One of my favourite podcasts is the Tim Ferriss Show. Among the many things Tim is successful at in addition to a podcast host, is being an author. Of his books, there is one called Tribe of Mentors: Short life advice from the best in the world, presumably about life advice that is short rather than advice about living a short life. It is based on answers to 11 really good questions that Tim needed to answer for himself at one point in his life, and of which he asked some people who he most admired to see what they would say so he could learn from the best. A sample can be heard in this podcast episode link, along with more about the questions and their sequence.
Personally, I love good, thoughtful and/or philosophical questions that are useful and not just theoretical. So in addition to reading and listening to answers from the book to learn, I thought I’d give them a try first. From answers I will give, I will analyze to see what I didn’t like, or which I thought I could improve on, to see if I can obtain a better answer some time over the next few years, decade, or even some point in the rest of my life. That’s because these questions aren’t just useless and/or silly thought experiments. No. A good answer for any one of these questions can really make a difference in one’s life, even if it wouldn’t always be some grand, life altering kind, though a few might be. At the least, I will end up with a great story for each answer. So on with the seventh post in this series, and Tim’s Question #7.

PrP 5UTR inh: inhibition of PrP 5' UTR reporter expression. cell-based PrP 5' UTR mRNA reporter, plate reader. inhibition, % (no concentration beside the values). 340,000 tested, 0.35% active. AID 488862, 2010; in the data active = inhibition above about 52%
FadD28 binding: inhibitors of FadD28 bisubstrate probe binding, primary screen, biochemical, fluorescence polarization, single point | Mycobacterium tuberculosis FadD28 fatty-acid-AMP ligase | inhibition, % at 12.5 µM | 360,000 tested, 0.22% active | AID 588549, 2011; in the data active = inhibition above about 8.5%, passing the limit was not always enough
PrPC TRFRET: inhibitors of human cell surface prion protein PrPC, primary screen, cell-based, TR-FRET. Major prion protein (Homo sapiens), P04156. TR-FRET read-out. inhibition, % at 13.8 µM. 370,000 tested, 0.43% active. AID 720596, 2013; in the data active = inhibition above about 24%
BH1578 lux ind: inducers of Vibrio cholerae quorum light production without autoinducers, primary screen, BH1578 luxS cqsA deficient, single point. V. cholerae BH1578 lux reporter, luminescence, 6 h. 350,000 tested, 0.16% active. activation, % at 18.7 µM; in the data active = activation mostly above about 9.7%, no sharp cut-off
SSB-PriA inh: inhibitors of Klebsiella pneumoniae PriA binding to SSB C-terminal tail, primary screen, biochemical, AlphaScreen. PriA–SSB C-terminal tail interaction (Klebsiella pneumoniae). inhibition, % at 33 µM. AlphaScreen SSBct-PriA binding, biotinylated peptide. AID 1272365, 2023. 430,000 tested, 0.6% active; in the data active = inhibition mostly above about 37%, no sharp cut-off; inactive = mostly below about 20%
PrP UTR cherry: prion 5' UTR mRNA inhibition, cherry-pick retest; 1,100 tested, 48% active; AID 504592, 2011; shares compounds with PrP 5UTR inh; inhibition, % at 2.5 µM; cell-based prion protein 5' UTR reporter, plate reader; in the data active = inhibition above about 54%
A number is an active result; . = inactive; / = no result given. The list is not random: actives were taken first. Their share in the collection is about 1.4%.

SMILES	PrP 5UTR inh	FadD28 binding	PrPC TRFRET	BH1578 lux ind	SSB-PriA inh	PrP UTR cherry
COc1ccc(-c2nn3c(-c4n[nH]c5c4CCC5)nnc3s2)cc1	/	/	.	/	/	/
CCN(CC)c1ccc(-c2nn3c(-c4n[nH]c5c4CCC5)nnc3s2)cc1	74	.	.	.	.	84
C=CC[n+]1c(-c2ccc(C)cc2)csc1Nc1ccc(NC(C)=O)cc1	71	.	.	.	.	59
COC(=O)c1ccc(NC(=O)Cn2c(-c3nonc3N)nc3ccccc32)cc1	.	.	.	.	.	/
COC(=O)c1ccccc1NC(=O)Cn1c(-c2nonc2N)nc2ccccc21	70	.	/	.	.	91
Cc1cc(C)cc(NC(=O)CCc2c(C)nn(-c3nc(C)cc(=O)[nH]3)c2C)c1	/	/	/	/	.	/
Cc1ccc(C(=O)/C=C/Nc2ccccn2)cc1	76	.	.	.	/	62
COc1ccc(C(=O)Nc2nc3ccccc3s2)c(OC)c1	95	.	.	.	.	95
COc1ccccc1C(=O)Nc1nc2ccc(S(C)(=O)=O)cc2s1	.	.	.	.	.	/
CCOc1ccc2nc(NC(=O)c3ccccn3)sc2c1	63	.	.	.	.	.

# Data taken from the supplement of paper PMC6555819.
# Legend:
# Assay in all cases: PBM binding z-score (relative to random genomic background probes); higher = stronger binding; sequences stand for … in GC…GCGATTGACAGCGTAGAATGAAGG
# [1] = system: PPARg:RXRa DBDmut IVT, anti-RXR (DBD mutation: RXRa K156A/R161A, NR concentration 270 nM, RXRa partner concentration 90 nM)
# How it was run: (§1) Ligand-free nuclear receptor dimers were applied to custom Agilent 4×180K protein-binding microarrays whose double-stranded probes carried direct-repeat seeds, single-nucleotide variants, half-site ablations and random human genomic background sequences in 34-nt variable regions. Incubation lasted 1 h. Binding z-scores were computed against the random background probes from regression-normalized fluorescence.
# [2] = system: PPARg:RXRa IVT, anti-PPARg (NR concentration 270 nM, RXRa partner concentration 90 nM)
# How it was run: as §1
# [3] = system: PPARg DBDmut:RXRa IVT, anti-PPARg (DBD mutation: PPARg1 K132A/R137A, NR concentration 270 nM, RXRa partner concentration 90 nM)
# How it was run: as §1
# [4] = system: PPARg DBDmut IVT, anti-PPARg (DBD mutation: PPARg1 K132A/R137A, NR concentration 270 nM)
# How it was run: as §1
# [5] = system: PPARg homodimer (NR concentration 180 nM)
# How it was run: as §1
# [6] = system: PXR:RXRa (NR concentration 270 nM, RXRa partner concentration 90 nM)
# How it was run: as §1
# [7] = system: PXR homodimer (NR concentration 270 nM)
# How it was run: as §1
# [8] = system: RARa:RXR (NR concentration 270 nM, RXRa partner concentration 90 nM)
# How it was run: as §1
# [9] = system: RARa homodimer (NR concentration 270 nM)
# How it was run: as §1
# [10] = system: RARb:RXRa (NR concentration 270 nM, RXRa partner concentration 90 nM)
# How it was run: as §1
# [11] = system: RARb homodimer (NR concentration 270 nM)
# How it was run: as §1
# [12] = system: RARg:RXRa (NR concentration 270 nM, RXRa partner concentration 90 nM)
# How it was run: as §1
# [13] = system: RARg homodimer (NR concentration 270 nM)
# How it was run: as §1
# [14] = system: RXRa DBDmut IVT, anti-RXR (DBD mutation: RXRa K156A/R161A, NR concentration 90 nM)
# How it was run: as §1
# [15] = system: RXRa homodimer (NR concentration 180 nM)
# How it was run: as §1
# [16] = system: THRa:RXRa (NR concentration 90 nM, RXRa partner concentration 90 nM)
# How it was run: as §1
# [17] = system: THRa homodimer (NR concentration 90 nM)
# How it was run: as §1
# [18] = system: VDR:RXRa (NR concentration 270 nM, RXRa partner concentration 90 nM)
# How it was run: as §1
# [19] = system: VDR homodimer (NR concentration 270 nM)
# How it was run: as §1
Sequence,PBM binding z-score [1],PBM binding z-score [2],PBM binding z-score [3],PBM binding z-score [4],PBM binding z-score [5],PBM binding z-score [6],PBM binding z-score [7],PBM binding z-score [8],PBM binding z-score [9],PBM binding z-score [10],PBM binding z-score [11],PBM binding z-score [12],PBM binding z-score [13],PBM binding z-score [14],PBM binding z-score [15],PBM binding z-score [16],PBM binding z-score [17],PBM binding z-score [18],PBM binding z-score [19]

7. In the last five years, what new belief, behavior, or habit has most improved your life?
As a competitive person, and one who loves being a sort of jack of all trades, for most of my life, I’ve devoted a lot of effort to working on my weaknesses to improve myself. While it was not an overwhelming concern, it was always an overhanging concern where I thought about, planned to work on, and actually worked on, my weaknesses rather than my strengths.
In the fall of 2017 and winter of 2018, in taking a Science of Well-being and Science of Happiness course, I heard about research regarding living on one’s strengths as a means towards well-being and happiness. More operationally, it related to the VIA Character Strengths survey that tells your strengths among 24 traits deemed worthy throughout all cultures and through the ages, with which you take and try to use more of in life. The theory and results applied to me incredibly well, in theory, with curiosity and creativity leading the way, to go live life where I practice more of that. By chance, I also happened to be listening to more education focused podcasts than before, which is a display of my curiosity, and heard from many successful people about the value of curiosity. And I was sold to give it a try.
So since spring of 2018, I’ve pivoted in one aspect, and perspective, of my life to start living on my strengths and not worry so much about my weaknesses. I still analyze myself for weaknesses and work on the weakest of them, or at least for the moment and short-term future, of course. However, my mindset has since generally been my weakest points aren’t that weak any more to have to worry about them. Basically, I’ll be fine if I get “attacked” or “made victim of” somehow on my weak points. It’s not arrogance so much as confidence because I have done the analysis on it rather than just blindly assumed it.
As for the strengths? It’s been a marvelous ride! That includes through the pandemic with restrictions and all where they are most crucial to keeping me happy and engaged in life with purpose to basically brush off impacts of those COVID restrictions and turn the extra time into more resource to devote to things, sometimes new things, that are now the joys of my life. Not to wish anything upon anyone but it wouldn’t bother me the least bit, for my own purposes, not for impact on the world, if COVID restrictions more or less remained in place for another year! That’s how foundational living on my strengths have been for me!
How’s that for life improvement?
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